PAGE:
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Ways for parents to avoid an education debt trap: Tax Strategy Scan

Our weekly roundup of tax-related investment strategies and news your clients may be thinking about.

Avoiding the debt trap for clients with children seeking higher education
Parents are advised to start saving early to prepare financially for their children's higher education expenses, an expert writes in Kiplinger. These clients should consider socking money away in a 529 plan, which is "easy to use, allow[s] for tax-free or tax-deferred growth, and [is] offered by most mutual fund companies," he says. "In many cases, debt is the only way to pay for the high cost of a college education, but I recommend to my clients to avoid debt if at all possible."

College graduates bloomberg

10 year-end tax tips for clients
Contributing pretax dollars to 401(k)s or HSAs, doing a Roth conversion and bunching charitable contributions are some of the year-end strategies that clients should consider in order to boost their tax savings next year, according to this article in Yahoo Finance. Seniors who have to take mandatory distributions from their retirement accounts can avoid the tax liability for these withdrawals by donating the money directly to charity. Those who are in a low tax bracket can take advantage of the situation by harvesting capital gains.

Could your client benefit by using a qualified charitable distribution?
A qualified charitable distribution is a tax-efficient strategy for retirees who have no need for RMDs from their traditional IRAs and want to make charitable donations, writes a Forbes contributor. Aside from avoiding taxes on the RMD, a QCD will not boost their adjusted gross income, resulting in phase-outs for tax items such as Medicare premiums, itemized deductions and some tax credits, the expert says. "Also, making charitable donations by using a QCD may enable you to bypass the rule that limits tax-deductible charitable gifts to 60% of your AGI."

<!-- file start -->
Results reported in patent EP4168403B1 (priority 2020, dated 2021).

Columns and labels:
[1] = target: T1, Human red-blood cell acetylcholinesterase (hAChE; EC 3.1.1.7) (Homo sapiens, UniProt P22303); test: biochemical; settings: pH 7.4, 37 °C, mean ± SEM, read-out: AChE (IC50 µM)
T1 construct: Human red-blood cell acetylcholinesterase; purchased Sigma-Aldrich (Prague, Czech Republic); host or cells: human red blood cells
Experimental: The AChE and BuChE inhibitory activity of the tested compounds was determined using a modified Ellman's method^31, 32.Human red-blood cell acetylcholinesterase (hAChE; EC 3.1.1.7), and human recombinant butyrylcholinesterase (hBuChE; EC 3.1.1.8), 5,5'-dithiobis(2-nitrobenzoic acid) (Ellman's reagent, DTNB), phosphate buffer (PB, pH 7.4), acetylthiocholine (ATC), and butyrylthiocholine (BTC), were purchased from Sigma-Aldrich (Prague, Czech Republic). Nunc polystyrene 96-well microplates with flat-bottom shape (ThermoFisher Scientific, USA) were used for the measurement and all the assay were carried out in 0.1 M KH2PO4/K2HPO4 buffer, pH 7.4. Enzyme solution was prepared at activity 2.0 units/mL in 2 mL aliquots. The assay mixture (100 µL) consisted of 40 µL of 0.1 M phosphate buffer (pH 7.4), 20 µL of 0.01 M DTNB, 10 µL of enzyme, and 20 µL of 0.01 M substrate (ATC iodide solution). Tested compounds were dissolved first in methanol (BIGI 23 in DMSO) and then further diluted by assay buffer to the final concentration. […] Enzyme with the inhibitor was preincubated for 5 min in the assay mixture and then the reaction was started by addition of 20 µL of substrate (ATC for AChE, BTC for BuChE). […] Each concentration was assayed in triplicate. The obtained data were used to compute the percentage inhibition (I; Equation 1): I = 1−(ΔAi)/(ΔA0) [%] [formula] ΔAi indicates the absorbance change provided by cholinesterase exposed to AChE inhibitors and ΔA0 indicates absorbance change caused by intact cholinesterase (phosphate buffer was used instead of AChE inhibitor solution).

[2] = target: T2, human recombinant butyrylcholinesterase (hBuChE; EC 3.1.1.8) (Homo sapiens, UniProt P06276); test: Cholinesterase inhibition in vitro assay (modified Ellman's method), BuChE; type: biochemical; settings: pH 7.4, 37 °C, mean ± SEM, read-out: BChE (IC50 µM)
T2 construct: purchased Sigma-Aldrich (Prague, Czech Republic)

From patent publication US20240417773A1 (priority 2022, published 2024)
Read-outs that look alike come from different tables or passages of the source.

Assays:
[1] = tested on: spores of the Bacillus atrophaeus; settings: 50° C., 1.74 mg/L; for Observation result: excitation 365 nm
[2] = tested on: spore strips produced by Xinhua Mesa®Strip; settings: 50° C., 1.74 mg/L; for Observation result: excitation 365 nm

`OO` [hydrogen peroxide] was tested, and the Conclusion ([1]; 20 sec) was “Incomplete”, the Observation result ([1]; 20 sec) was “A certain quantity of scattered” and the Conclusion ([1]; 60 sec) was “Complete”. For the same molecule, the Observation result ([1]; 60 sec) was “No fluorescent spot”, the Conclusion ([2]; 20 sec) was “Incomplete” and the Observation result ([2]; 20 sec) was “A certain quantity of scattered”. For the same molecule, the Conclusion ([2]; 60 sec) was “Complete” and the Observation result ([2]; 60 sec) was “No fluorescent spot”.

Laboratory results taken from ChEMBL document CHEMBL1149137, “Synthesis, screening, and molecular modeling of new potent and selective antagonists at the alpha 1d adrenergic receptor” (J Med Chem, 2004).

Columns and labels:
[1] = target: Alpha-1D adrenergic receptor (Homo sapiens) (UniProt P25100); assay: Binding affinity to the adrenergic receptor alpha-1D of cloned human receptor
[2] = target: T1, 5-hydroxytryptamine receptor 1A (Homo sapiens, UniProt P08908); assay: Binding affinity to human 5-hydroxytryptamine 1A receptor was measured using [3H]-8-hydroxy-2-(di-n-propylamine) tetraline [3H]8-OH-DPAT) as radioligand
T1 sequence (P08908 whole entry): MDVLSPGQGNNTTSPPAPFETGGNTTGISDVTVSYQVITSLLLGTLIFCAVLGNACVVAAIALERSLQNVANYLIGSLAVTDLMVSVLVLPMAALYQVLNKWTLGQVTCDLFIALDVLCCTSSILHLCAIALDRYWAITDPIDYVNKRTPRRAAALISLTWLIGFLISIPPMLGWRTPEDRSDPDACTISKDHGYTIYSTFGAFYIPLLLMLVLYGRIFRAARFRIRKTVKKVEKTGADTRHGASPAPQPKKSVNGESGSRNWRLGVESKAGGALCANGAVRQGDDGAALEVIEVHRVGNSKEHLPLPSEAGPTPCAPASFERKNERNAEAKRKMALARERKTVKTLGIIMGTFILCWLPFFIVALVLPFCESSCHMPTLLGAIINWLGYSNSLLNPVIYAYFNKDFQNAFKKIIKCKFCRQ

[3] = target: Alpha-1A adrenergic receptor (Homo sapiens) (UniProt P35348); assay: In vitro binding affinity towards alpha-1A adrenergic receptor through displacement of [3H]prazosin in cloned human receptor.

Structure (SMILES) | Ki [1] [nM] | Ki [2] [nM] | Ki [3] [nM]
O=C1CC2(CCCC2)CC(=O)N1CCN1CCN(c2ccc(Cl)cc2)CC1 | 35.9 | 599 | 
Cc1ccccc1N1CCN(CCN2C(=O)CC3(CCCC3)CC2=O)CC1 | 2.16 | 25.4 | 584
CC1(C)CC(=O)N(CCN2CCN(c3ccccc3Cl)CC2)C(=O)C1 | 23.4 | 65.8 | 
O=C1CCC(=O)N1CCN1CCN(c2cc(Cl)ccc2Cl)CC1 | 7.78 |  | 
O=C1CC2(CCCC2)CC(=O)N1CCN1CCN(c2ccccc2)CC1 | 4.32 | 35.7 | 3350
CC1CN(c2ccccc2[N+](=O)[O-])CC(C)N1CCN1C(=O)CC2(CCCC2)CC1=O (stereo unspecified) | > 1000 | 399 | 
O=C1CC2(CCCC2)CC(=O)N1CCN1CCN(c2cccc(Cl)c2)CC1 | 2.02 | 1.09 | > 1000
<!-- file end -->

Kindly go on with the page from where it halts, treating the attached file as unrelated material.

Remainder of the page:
Everybody wants a way to pay less in taxes
The 12 brackets of the estate tax will remain the same for 2020, and while clients may face a tentative estate tax, they could end up owing nothing to the IRS thanks to the unified gift and estate tax credit, according to this article in Motley Fool. The tax break allows taxpayers with assets not greater than $11.58 million to avoid any estate tax bill. Giving cash gifts to a spouse, charity or loved ones is another strategy for clients with sizeable estate to minimize their tax burden.

The average expense ratio among the top-performers is 40 basis points higher than the average.
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3 ways to offset the rising costs of health care
Funding an HSA is one strategy for clients with high deductible health insurance plans to minimize the rising cost of health care, writes an expert in MarketWatch. Contributions to an HSA are made on a pretax basis, with additional 7.65% savings if these contributions are withheld from payroll, the expert says. "First, if you use your health savings account funds to pay for out-of-pocket expenses, you could save 25% to 30% off the expense by using tax-deductible dollars. In addition, HSA interest and investment earnings are tax-free, and so are withdrawals for qualified medical expenses."

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